Thanks to @elios (on Mac Admins Slack) for pointing out that this probably would not block the startosinstall binary from running. I was able to test and verify blocking the .app binary does not, in fact, block the startosinstall binary from running.

Also, by default, Santa will get the binary for InstallAssistant_springboard. If you want to be super aggressive, you might also want to block the InstallAssistant and InstallAssistant_plain binaries. Otherwise, the user can still run those two to get the GUI assistant to launch up.

So you really have to ask yourself how aggressively you want to block Mojave. Are you preventing users from just accidentally upgrading? Or do you want to prevent from upgrading even the most determined users who have admin privileges?

If you want to block startosinstall as well, you can do that. Just find (and subsequently block) the SHA-256 hash it:

santactl fileinfo /Applications/Install\ macOS\ --key SHA-256
santactl rule --blacklist --sha256 "actuallonghashyougotfromthepreviouscommand"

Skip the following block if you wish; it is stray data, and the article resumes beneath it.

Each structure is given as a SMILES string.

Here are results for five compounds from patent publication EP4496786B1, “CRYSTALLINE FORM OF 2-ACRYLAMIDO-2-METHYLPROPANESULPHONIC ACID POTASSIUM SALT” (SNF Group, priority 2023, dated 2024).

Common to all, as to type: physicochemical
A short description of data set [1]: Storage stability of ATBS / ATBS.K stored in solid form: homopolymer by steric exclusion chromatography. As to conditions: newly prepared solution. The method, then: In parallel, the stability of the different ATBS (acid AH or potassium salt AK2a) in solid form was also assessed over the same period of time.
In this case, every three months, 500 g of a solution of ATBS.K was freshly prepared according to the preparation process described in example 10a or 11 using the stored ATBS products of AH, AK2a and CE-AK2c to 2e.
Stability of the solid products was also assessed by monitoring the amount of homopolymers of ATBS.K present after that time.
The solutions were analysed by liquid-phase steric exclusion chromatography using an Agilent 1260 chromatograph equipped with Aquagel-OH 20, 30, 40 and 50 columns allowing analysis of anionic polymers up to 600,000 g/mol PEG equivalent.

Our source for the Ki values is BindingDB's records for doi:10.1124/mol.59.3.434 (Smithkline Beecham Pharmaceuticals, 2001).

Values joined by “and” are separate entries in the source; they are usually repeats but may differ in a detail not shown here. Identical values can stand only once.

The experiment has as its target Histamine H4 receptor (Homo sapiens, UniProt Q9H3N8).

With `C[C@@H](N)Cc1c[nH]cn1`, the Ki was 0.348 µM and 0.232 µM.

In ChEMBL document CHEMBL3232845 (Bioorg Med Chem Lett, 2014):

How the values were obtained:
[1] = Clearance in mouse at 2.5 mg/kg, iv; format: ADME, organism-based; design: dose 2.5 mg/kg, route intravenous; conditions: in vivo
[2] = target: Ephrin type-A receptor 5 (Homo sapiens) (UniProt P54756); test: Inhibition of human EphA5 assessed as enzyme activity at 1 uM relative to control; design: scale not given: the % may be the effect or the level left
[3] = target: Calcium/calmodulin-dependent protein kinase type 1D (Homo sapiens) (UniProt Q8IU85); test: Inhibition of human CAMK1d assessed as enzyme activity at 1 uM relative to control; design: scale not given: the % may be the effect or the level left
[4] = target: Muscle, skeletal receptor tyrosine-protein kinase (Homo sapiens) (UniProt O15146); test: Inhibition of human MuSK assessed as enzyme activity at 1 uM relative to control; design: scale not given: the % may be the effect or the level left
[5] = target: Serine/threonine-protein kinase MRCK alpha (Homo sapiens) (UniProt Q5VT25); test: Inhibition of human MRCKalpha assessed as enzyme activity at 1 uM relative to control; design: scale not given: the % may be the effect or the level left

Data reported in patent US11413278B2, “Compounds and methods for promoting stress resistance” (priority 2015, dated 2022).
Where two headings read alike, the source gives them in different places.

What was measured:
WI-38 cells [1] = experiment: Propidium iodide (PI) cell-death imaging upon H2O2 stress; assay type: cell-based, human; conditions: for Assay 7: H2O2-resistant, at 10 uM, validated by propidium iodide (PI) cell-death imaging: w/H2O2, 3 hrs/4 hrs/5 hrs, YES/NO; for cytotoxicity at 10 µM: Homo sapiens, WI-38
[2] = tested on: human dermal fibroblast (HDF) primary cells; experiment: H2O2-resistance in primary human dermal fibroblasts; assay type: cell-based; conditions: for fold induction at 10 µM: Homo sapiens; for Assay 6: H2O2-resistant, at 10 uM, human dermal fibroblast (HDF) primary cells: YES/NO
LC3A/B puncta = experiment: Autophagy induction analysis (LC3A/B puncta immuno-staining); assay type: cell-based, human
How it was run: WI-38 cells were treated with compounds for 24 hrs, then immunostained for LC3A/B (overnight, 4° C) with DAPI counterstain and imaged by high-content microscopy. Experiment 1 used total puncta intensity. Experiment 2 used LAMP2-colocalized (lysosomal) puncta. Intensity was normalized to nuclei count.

One advantage you get from not blocking startosinstall is that you can still block users from double-clicking to install Mojave but not have Santa try to block Munki from installing Mojave, even if you have the InstallAssistant_springboard blocked.

If you block startosinstall, then try to install the upgrade with Munki, you'll see it mount the .dmg, then stop. The log entries will look something like this:

### Beginning os installer session ###
Starting macOS upgrade...
Mounting disk image Install macOS Mojave-10.14.2.dmg
[Errno 1] Operation not permitted
Starting macOS install failed with return code 1
ERROR: ------------------------------------------------------------------------------
ERROR: [Errno 1] Operation not permitted
ERROR: ------------------------------------------------------------------------------
ERROR: Error starting macOS install: startosinstall failed with return code 1
### Ending os installer session ###